Wednesday, April 30, 2014

I'm tired a lot of the time, whether that's the comfortable physical exhaustion of "just raked up and hauled 15 gallons of camellia petals back to the fledgling compost pile" or the less comfortable emotional exhaustion of being lonely and wishing my stuck-in-another-time-zone roommate could come home. But the year keeps moving, and things keep growing, whether I have the energy to properly pay attention or not.

The asparagus is determined to live, and I am rooting for it.

Three of the four pear varieties on the tree are blooming by now; this picture was taken a few days ago when the very first buds were unfolding.

And the central trunk of my pie cherry is blossoming as determinedly as it knows how.

I'll be removing the spent blossoms from all the fruit trees this year, so the plants focus on getting established instead of trying to find the energy for fruit. It feels like there's a metaphor in there somewhere, maybe for coping with depression, maybe for the first year of homeownership, maybe both. Whatever, it's a metaphor with room for cherry blossoms. That makes it a good one.

Wednesday, April 23, 2014

not the lawn you're looking for

You get a tremendous amount of spam in your physical mailbox as a new homeowner. Among the predatory attempts to get involved in my mortgage payments and the "no really this is economical" brochures from companies that want to sell me oil for the furnace I'm replacing, the one that has bemused me most was one from a lawn service company, which might be the most impressive piece of scare fluff I've seen outside of Faux News.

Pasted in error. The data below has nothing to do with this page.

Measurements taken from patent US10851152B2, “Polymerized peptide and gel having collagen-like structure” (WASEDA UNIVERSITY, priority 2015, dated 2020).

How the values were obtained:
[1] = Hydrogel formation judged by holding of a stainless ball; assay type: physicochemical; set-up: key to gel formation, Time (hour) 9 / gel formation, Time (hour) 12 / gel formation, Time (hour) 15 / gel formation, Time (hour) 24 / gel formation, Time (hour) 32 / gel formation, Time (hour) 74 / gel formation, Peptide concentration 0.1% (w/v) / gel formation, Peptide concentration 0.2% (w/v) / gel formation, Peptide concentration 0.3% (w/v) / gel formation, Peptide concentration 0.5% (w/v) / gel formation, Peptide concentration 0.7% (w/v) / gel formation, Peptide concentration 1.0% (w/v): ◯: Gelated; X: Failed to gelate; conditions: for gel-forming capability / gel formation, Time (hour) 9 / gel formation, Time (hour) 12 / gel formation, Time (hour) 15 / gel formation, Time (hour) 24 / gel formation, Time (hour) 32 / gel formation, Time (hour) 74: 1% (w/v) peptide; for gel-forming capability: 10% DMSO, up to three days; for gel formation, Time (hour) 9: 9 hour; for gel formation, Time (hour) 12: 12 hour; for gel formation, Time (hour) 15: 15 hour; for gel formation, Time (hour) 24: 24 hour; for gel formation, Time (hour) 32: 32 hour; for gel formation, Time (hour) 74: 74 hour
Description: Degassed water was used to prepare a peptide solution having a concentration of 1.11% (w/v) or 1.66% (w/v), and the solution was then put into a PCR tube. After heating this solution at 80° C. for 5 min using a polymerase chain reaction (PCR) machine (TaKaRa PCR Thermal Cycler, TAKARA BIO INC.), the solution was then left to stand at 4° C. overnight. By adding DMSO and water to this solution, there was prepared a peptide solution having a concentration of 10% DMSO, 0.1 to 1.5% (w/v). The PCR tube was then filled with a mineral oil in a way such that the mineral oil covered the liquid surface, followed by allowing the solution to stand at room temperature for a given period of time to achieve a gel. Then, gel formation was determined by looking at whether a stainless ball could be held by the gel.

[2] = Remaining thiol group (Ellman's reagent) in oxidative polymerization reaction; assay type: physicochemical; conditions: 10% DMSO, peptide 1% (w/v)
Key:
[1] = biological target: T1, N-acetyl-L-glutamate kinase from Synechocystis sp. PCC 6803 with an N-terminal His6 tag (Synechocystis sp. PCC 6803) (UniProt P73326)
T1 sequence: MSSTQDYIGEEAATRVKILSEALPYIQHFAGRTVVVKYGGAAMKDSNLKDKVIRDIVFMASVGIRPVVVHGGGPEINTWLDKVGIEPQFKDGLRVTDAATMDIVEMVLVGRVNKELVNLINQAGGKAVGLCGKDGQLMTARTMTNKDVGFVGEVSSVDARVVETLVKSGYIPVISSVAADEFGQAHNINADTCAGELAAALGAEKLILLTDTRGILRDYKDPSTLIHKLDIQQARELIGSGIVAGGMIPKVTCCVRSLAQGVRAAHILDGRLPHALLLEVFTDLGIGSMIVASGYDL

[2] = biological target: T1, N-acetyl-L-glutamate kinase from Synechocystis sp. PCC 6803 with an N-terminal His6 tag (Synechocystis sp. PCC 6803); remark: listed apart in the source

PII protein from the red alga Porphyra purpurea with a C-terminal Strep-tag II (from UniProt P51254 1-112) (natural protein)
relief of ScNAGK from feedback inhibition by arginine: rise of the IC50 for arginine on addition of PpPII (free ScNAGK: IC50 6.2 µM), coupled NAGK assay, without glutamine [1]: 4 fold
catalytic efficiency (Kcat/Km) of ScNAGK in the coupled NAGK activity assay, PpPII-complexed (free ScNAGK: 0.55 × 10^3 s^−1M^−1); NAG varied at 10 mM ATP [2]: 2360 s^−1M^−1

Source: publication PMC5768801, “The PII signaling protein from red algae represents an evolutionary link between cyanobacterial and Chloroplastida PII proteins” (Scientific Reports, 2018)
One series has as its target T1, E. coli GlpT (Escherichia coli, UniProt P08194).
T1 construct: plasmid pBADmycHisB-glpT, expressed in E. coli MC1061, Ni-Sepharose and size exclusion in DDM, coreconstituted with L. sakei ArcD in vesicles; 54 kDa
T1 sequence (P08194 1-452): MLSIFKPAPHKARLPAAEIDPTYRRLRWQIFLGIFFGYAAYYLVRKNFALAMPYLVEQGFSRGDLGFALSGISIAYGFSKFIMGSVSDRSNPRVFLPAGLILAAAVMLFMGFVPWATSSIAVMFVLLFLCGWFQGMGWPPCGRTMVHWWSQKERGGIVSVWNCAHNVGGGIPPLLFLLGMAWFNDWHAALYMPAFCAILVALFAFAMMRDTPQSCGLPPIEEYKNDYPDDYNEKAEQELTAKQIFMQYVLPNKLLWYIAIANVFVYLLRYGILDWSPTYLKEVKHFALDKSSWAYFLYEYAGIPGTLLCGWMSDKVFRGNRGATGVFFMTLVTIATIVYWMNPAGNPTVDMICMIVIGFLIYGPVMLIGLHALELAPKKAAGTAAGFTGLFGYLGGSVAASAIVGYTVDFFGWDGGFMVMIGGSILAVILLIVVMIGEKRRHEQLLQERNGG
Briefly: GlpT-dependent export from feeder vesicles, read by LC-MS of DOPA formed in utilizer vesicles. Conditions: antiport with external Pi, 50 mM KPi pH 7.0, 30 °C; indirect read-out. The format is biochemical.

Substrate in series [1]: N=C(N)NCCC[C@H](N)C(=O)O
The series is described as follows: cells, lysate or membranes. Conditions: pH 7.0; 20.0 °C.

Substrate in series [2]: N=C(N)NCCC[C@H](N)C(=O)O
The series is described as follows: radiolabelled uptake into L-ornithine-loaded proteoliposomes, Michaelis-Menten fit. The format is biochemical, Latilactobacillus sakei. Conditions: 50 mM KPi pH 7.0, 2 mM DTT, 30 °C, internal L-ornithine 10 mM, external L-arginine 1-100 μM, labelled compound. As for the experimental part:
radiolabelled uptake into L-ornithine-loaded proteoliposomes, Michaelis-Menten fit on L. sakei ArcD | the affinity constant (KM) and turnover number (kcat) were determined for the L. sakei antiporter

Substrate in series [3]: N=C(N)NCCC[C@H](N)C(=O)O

Your lawn isn't the only thing growing right now, it warns on the outside. (I should hope not, given the amount I've spent this year in both money and time to establish new species.) Inside the envelope, the contents get more explicit, but only slightly: Weeds are a serious threat to your lawn right now. That's in bold and set off like a headline, so obviously it's important. Right? The text beneath talks about weeds "such as dandelions" doing their best to "stake a claim" on my yard, and exhorting me to "fight back." It doesn't go into details about what the dandelions will do with their seized territory, but presumably it's something nefarious. Maybe they're in league with the terrorists.

But fear not! With the help of this noble-spirited lawn company and their Science, my lawn can be saved! And it'll only cost $29.95 for the lawn's "first application." No details on the application, either, but if it has an essay question I have doubts about my lawn's ability to get accepted.

In case I haven't been swayed yet, the flyer attempts peer pressure. Over 30 of your neighbors already have [our product]. What are you waiting for? Apart from the fact that if 30 of my neighbors jumped off a bridge that would not, in fact, be a good reason for me to jump.... Either these guys are very creative in their definition of "neighbor" or their SCIENCE isn't as effective at promoting monoculture as they insist it is: all the yards I can see from my own are playing host to The Fluff-Seeded Menace right now. Good gods, the whole street is in league with the forces of evil!